One-thousand, one-hundred sixty-two regular-season wins.
Six playoff appearances.
Two-time A.L. Manager of the Year Award winner.
World Series title in 2002.
There is only one word fit to describe the 14-year career of Mike Scioscia as manager of the Los Angeles Angels, and that word is accomplished.
However, in the cutthroat world of professional sports, the "What have you done for me lately?" question is also ever-present.
A second disappointing start (in as many years) has some fans in Southern California wondering whether Scioscia's stay as manager has run its course.
Be warned Scioscia supporters: If his seat isn't already hot, it is definitely warming.
The Angels entered the season fresh off their five-year, $125 million free-agency signing of Josh Hamilton. The slugger's contract expanded the team's 2013 payroll to $127 million, seventh-highest in all of baseball.
The Hamilton acquisition brought together three of the best and most feared hitters in the game, creating a star-studded trio that could rival any in history. The combination of Mike Trout, Albert Pujols and Josh Hamilton account for 15 All-Star selections, 10 Silver Slugger Awards, four MVP awards, two Rookie of the Year honors and two batting titles.
But with talent comes high expectations.
And the Angels have certainly not lived up to them. The team has stumbled out of the gate in 2013 with a disappointing 7-10 record and find themselves 4.5 games behind the Texas Rangers in the A.L. West standings. They currently sit only 2.5 games ahead of the Houston Astros, a club some have predicted could lose north of 120 games this season.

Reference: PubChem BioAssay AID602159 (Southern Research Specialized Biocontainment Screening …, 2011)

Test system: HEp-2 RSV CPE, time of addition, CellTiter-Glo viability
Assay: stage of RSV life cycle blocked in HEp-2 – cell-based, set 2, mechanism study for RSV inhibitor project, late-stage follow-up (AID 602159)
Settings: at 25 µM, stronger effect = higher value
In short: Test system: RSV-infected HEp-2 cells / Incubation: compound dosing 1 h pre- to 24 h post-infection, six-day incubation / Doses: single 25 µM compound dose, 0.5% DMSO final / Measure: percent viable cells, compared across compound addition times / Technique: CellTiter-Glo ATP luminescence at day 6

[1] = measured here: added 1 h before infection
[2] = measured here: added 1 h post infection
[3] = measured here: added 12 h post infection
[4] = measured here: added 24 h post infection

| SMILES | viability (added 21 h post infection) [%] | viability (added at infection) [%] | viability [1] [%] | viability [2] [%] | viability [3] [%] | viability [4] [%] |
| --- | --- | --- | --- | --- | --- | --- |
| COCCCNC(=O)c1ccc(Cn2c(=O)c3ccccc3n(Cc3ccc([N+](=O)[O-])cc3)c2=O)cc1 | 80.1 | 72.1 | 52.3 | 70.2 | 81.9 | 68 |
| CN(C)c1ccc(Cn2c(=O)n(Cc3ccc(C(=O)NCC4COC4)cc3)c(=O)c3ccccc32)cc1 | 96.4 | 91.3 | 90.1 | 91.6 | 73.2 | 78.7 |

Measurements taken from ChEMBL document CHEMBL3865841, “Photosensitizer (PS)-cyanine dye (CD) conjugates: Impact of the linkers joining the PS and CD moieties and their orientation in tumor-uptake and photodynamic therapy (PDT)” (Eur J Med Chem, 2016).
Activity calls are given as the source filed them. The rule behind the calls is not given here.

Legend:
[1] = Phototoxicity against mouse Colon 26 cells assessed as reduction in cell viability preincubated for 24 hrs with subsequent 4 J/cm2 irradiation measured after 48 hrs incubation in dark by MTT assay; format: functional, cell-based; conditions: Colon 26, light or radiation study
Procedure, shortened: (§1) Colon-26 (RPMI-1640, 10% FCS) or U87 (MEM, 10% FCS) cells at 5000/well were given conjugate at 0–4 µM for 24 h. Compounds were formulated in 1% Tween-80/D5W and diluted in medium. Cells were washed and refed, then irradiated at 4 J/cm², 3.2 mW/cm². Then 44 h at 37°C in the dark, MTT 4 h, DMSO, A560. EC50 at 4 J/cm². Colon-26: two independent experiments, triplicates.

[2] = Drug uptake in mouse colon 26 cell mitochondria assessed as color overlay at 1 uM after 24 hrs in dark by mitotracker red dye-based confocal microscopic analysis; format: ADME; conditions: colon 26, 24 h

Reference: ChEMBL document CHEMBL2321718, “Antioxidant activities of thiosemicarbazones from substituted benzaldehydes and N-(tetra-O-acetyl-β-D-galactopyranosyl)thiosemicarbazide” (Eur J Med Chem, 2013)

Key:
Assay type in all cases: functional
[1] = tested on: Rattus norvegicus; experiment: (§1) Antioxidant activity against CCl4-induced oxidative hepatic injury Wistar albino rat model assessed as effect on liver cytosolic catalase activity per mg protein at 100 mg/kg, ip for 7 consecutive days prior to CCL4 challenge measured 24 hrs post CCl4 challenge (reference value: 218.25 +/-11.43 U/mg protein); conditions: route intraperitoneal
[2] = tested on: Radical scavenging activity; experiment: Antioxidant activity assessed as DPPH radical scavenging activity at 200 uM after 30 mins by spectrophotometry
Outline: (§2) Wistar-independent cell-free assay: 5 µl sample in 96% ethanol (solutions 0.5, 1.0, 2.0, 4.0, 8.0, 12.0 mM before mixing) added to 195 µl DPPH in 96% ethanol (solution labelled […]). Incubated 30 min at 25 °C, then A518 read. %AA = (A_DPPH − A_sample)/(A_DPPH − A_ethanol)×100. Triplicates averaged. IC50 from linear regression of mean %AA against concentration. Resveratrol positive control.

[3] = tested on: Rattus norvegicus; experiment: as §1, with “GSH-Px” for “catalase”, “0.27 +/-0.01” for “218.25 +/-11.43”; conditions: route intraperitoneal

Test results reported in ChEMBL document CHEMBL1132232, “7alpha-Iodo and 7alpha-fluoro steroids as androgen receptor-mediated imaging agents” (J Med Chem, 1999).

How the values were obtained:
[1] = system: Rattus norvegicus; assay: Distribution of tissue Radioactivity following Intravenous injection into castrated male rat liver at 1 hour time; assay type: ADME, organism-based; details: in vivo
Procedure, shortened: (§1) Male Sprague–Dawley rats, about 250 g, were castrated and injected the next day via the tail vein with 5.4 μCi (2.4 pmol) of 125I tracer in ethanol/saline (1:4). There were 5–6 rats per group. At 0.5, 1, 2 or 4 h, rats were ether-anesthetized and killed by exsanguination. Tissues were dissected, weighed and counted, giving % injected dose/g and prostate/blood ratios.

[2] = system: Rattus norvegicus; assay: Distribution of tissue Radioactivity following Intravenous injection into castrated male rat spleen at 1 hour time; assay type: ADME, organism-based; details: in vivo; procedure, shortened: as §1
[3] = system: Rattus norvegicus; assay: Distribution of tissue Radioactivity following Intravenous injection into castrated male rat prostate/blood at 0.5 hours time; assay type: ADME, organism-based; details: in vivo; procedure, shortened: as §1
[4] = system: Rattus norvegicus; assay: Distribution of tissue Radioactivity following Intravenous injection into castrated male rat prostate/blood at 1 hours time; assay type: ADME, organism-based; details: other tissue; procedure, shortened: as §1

Having said all of that, the finger pointing in Anaheim has largely been directed at manager Mike Scioscia. While it is easy to target the team's skipper, Scioscia is not entirely at fault for the slow start.
The team has been hit by the injury bug in April, most notably Jered Weaver and his broken left elbow (out for four to six weeks).
Aside from the disabled list, another problem facing the Angels this season is their lack of clutch hitting. The team is batting a measly .245 with men on base, which ranks 22nd out of 30.
Making matters worse, they aren't a whole lot better on the other side of the ball. The Angels ranked dead last in pitching with a 5.50 ERA through 15 games.
While Scioscia can be blamed for a lot of things, he can't be blamed for creating a roster in which Joe Blanton is his No. 3 starter. That one is on GM Jerry Dipoto. To be fair to Blanton though, the bullpen hasn't been much better. Relievers Kevin Jepson and Mark Lowe have been awful as well, sporting ERAs of 9.82 and 11.37, respectively.
While Scioscia is a part of the problem, he should not be considered the problem. With a managerial resume as impressive as his, Scioscia deserves a chance to right the ship.
And fortunately for him, the Angels front office appears willing to let him try to navigate his way out of troubled waters.
A series sweep of the defending American League champion Detroit Tigers this weekend showed what the Angels are capable of when their hitting is in sync with their pitching. The Halos outscored the Tigers 22-4 in what was a dominant three-game showing.
If the team can continue to rebound and make it to the .500 mark by the end of the month, look for Scioscia to hold on to his job. But if they continue to drop games and fall further behind Texas and Oakland in the standings, none of us should be surprised if team owner Arte Moreno makes a change at the helm.
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